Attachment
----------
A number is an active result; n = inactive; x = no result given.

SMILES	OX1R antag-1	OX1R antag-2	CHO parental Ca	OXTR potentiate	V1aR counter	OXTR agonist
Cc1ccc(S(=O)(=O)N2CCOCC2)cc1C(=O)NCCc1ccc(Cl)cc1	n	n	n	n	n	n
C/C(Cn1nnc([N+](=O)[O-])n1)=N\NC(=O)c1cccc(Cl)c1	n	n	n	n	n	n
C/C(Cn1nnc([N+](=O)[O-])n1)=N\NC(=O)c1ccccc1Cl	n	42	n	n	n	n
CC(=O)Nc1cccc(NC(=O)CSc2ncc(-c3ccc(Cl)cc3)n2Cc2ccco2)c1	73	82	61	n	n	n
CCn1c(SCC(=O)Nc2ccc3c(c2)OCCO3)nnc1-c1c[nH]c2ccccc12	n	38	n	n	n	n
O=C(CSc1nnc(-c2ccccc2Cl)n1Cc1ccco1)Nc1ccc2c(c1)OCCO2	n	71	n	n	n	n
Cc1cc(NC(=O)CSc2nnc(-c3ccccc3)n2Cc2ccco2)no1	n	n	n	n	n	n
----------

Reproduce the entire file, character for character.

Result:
A number is an active result; n = inactive; x = no result given.

SMILES	OX1R antag-1	OX1R antag-2	CHO parental Ca	OXTR potentiate	V1aR counter	OXTR agonist
Cc1ccc(S(=O)(=O)N2CCOCC2)cc1C(=O)NCCc1ccc(Cl)cc1	n	n	n	n	n	n
C/C(Cn1nnc([N+](=O)[O-])n1)=N\NC(=O)c1cccc(Cl)c1	n	n	n	n	n	n
C/C(Cn1nnc([N+](=O)[O-])n1)=N\NC(=O)c1ccccc1Cl	n	42	n	n	n	n
CC(=O)Nc1cccc(NC(=O)CSc2ncc(-c3ccc(Cl)cc3)n2Cc2ccco2)c1	73	82	61	n	n	n
CCn1c(SCC(=O)Nc2ccc3c(c2)OCCO3)nnc1-c1c[nH]c2ccccc12	n	38	n	n	n	n
O=C(CSc1nnc(-c2ccccc2Cl)n1Cc1ccco1)Nc1ccc2c(c1)OCCO2	n	71	n	n	n	n
Cc1cc(NC(=O)CSc2nnc(-c3ccccc3)n2Cc2ccco2)no1	n	n	n	n	n	n